October 19, 2010

Learning & Intelligence

Intelligence is expressed in the ability to learn. Smart people learn faster and learn more than not so smart people. Intelligence is manifest in the ability to acquire complicated skills and excel in performance by practice and progressive improvement. Competent people are smart people who have the discipline to practice and improve their performance. In demanding, professional environments the nicest people tend to be the smartest and most competent. There are exceptions.

Bodybrainmind is an open-ended system that will evolve a unique identity in the lifetime of each individual. Individuation occurs as experience modifies some brain structures and coexists with old programs that persist regardless of the individual experience, because the older brain structures resist modification.

Here are simple insights into the learning process:
Learning is the process of modifying brain structure and function.
Learning is dependent on the availability of innate programs that organize and support the acquisition of skills and knowledge.
Learning is mimetic and spontaneous. Infants and children copy the sounds and behaviors they see and hear.

The ability to learn can be equated to the construction of the brain and to the ongoing chemistry of life. I always instructed my young patients with above average IQs who were not learning well in school that they were somewhat like a shiny new car with a turbo-charged engine, but someone put the wrong gas in their tank and now we are disappointed with their performance. You could get a badly constructed car and be disappointed or you could be dealing with the wrong gas; the food supply and the physical environment determine how well the child's brain is going to work.
A biological view regards mental states and behavior as products of brain function. Teaching is an intentional effort to constructively alter the brain function of students in a lasting fashion. While information is the pedagogical input to the student's brain, food, water and air may be regarded as the main input of chemical information into the student's body-brain system. If the food supply is biologically inappropriate or a child is hypersensitive and reacts inappropriately to food, dysfunction and disease are the result.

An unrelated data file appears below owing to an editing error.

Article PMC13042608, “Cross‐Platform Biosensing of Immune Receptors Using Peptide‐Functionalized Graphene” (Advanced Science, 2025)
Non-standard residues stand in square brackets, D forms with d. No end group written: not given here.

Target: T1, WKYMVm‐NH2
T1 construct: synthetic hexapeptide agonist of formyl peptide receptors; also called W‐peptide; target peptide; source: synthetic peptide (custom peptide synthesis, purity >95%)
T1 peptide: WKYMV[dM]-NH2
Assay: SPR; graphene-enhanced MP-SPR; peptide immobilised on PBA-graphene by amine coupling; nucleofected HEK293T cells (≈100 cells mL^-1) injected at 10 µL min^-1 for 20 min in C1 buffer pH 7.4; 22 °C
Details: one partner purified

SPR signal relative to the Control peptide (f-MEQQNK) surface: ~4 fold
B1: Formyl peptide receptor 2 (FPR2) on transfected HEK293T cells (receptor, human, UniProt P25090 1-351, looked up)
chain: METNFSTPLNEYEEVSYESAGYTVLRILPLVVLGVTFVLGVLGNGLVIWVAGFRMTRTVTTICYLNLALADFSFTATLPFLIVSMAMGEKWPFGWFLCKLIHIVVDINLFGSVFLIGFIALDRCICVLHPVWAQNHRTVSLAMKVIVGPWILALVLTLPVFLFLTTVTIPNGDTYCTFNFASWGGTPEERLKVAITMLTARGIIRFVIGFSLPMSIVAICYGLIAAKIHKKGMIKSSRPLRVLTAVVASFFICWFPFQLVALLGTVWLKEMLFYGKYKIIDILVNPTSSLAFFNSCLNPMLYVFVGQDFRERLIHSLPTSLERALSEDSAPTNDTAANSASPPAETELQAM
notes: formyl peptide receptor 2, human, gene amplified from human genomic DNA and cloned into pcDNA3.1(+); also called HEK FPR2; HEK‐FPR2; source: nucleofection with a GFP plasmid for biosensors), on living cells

The increased presence of non-nutrient molecules in the blood stream in the form of additives, contaminants, toxins, drugs and intoxicants makes brain dysfunction more likely and more difficult to interpret. Whenever humans are sick or influenced by food and/or airborne chemicals, their brain function is compromised and symptoms include disturbances of sensing, feeling, remembering and acting. Their learning is impaired and their behavior may be disturbed.

Different Paths?

The answer to the question should students follow different educational paths? is simple – yes they should. Should teachers and school administrators reply on IQ test to assign students to different paths? The answer is no, they should not rely on IQ tests alone. You can argue that children with high scores on tests of intelligence tend to learn more of what is taught in school than their lower-scoring peers but there are limitations to what can be predicted about individual students.

IQ scores sort a student population in a standard bell curve distribution and after years of use and have known correlations with scholastic accomplishment and employability. Intelligence tests predict school performance about half the time. The correlation between IQ test scores and school grades is about 0.5. Correlations between IQ scores and total years of education are about 0.55. Better, more comprehensive intelligence and aptitude tests are highly desirable. Intelligence goes beyond reading, writing and math. I am not a fan of general education, conformity or standard algorithms for education. Some of our most gifted children are oppressed, they face unnecessary obstacles and discrimination in schools that fail to appreciate and develop their special abilities. The task for better education is to appreciate a range of abilities that are valued, admired, and rewarded in adult society.

Children with special aptitudes for athletics, music, art, drama, design should be identified early and sent to schools that support and encourage development in these specialized areas. Rare children have special abilities in mathematics, physics, design and creative ideas. These children will thrive if they are introduced to brilliant adults who can act as mentors. In an ideal school, gifted, well informed teachers would have a close and personal relationship with each student and would evaluate their interest and abilities individually.